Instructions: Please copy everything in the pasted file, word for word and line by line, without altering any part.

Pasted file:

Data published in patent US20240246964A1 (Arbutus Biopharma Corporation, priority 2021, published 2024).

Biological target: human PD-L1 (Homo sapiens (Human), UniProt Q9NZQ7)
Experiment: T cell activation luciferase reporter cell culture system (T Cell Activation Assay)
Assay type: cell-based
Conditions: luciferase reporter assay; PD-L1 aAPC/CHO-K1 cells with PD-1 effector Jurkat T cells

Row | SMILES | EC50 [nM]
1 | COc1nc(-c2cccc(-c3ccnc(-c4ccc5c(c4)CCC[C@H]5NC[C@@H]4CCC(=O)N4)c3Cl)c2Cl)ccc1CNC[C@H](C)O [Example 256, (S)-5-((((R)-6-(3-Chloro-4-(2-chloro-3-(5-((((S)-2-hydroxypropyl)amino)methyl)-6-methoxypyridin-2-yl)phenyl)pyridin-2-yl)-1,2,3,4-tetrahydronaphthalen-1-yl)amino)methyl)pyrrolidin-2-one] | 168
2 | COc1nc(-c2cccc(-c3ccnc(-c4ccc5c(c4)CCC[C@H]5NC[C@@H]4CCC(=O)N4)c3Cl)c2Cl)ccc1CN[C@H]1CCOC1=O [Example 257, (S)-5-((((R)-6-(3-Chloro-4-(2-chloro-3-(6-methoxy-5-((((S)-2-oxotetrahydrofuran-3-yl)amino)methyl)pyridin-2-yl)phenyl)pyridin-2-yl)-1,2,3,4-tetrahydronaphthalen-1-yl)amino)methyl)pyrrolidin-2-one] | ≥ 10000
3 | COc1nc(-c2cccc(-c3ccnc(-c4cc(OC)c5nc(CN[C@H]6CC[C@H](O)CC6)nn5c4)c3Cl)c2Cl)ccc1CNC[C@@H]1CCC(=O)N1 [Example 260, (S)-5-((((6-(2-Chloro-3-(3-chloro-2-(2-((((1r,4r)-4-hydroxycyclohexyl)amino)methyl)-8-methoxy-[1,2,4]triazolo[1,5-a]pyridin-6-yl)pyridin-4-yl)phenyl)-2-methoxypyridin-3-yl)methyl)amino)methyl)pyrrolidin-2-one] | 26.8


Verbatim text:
Data published in patent US20240246964A1 (Arbutus Biopharma Corporation, priority 2021, published 2024).

Biological target: human PD-L1 (Homo sapiens (Human), UniProt Q9NZQ7)
Experiment: T cell activation luciferase reporter cell culture system (T Cell Activation Assay)
Assay type: cell-based
Conditions: luciferase reporter assay; PD-L1 aAPC/CHO-K1 cells with PD-1 effector Jurkat T cells

Row | SMILES | EC50 [nM]
1 | COc1nc(-c2cccc(-c3ccnc(-c4ccc5c(c4)CCC[C@H]5NC[C@@H]4CCC(=O)N4)c3Cl)c2Cl)ccc1CNC[C@H](C)O [Example 256, (S)-5-((((R)-6-(3-Chloro-4-(2-chloro-3-(5-((((S)-2-hydroxypropyl)amino)methyl)-6-methoxypyridin-2-yl)phenyl)pyridin-2-yl)-1,2,3,4-tetrahydronaphthalen-1-yl)amino)methyl)pyrrolidin-2-one] | 168
2 | COc1nc(-c2cccc(-c3ccnc(-c4ccc5c(c4)CCC[C@H]5NC[C@@H]4CCC(=O)N4)c3Cl)c2Cl)ccc1CN[C@H]1CCOC1=O [Example 257, (S)-5-((((R)-6-(3-Chloro-4-(2-chloro-3-(6-methoxy-5-((((S)-2-oxotetrahydrofuran-3-yl)amino)methyl)pyridin-2-yl)phenyl)pyridin-2-yl)-1,2,3,4-tetrahydronaphthalen-1-yl)amino)methyl)pyrrolidin-2-one] | ≥ 10000
3 | COc1nc(-c2cccc(-c3ccnc(-c4cc(OC)c5nc(CN[C@H]6CC[C@H](O)CC6)nn5c4)c3Cl)c2Cl)ccc1CNC[C@@H]1CCC(=O)N1 [Example 260, (S)-5-((((6-(2-Chloro-3-(3-chloro-2-(2-((((1r,4r)-4-hydroxycyclohexyl)amino)methyl)-8-methoxy-[1,2,4]triazolo[1,5-a]pyridin-6-yl)pyridin-4-yl)phenyl)-2-methoxypyridin-3-yl)methyl)amino)methyl)pyrrolidin-2-one] | 26.8